I’ve built a site to create an open geocoding dataset over at opengeocoder.net.
The premise I worked with is to change the way geocoders work. Today, a geocoder uses some chunk of import code to import a large dataset from one format in to another. Then the geocoder itself (which is a large piece of software) takes a string from the user like “london” and uses it’s imported dataset to eventually give you a bounding box. The client uses this bounding box to zoom and pan a map to the correct place.
What if you threw all that away and just linked the string “london” to a bounding box? Thus opengeocoder.
In previews the number one thing asked for was synonym support. That is, “AK” should spit out the same box as “Alaska” without having to add both strings and two bounding boxes. So, you can do that. There is an API which spits out JSON so you can hook your map project up to it.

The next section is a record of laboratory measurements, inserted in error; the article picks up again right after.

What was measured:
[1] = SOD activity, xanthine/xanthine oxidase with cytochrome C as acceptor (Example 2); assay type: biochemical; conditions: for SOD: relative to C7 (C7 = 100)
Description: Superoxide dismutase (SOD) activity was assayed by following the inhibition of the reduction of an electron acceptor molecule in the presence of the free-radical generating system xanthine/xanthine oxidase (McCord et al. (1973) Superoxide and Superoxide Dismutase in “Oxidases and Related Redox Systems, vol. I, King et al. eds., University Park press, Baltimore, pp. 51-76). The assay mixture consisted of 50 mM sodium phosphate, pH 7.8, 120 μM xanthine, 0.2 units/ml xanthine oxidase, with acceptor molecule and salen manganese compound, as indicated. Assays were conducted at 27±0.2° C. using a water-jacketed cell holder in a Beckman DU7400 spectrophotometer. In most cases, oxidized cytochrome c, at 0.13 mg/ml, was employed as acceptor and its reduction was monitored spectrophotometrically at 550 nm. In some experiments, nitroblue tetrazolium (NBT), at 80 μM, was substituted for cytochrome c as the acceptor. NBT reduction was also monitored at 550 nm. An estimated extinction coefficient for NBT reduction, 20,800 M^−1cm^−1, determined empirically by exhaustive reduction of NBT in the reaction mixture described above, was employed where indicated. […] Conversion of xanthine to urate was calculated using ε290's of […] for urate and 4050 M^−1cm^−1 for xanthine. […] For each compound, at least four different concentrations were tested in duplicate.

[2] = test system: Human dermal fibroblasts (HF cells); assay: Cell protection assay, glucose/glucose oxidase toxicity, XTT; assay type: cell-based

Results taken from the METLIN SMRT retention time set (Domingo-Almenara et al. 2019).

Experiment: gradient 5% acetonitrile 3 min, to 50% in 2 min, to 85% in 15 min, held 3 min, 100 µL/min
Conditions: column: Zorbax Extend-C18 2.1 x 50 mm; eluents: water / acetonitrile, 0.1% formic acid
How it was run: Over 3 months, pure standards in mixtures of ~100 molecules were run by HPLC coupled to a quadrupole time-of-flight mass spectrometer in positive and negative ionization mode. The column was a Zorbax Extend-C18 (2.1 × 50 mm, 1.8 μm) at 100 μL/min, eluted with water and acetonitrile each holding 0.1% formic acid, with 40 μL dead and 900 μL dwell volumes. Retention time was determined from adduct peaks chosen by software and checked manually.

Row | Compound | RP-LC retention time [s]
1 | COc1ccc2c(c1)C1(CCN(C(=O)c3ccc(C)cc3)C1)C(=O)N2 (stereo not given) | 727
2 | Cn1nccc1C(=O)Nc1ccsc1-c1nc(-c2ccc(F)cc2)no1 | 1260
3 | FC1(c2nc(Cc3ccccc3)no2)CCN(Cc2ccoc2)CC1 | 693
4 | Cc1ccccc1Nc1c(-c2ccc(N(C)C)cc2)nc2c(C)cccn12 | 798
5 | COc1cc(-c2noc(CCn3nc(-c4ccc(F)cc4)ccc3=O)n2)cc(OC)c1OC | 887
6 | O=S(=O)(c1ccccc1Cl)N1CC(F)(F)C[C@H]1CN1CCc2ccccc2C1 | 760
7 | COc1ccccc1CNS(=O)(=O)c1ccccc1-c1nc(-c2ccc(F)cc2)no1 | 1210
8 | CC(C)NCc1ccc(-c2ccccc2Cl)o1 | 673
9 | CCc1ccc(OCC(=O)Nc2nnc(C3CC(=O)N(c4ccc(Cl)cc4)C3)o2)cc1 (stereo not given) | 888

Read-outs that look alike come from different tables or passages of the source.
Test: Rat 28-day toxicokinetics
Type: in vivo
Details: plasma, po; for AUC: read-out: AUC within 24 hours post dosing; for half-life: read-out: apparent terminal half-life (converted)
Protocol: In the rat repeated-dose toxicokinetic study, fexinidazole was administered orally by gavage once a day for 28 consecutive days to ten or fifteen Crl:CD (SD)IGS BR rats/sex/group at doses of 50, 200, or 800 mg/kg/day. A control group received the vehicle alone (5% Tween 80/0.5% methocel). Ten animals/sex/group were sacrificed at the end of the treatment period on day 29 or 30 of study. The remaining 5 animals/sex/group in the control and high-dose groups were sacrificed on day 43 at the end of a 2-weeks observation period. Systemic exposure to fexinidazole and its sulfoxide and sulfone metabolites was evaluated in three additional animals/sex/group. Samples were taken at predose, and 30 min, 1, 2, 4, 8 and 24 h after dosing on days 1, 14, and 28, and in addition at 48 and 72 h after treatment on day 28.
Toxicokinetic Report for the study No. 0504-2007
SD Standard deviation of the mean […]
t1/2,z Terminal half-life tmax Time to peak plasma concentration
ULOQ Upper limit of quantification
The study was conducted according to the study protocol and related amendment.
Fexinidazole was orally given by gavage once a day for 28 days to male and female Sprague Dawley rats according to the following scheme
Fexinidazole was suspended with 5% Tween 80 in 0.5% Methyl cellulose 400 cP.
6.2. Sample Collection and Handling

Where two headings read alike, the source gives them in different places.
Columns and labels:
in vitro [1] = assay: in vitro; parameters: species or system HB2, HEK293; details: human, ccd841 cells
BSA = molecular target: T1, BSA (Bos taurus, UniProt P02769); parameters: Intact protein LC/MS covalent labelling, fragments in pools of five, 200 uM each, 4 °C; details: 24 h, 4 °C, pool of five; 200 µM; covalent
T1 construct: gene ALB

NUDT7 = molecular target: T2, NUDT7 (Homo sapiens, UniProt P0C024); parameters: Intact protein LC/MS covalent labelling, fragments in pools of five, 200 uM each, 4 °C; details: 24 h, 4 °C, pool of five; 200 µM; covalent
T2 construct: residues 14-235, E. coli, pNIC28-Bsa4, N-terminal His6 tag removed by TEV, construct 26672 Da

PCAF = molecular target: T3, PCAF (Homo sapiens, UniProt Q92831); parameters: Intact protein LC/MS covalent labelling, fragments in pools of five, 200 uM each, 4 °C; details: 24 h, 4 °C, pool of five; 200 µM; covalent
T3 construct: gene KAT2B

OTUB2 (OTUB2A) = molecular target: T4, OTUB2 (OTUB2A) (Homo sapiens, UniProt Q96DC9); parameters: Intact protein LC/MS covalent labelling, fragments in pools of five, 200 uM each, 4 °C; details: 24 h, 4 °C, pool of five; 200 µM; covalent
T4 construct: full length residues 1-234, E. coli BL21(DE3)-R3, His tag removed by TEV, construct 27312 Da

OpenGeocoder starts with a blank database. Any geocodes that fail are saved so that anybody can fix them. Dumps of the data are available.
There is much to add. Behind the scenes any data changes are wikified but not all of that functionality is exposed. It lacks the ability to point out which strings are not geocodable (things like “a”) and much more. But it’s a decent start at what a modern, crowd-sourced, geocoder might look like.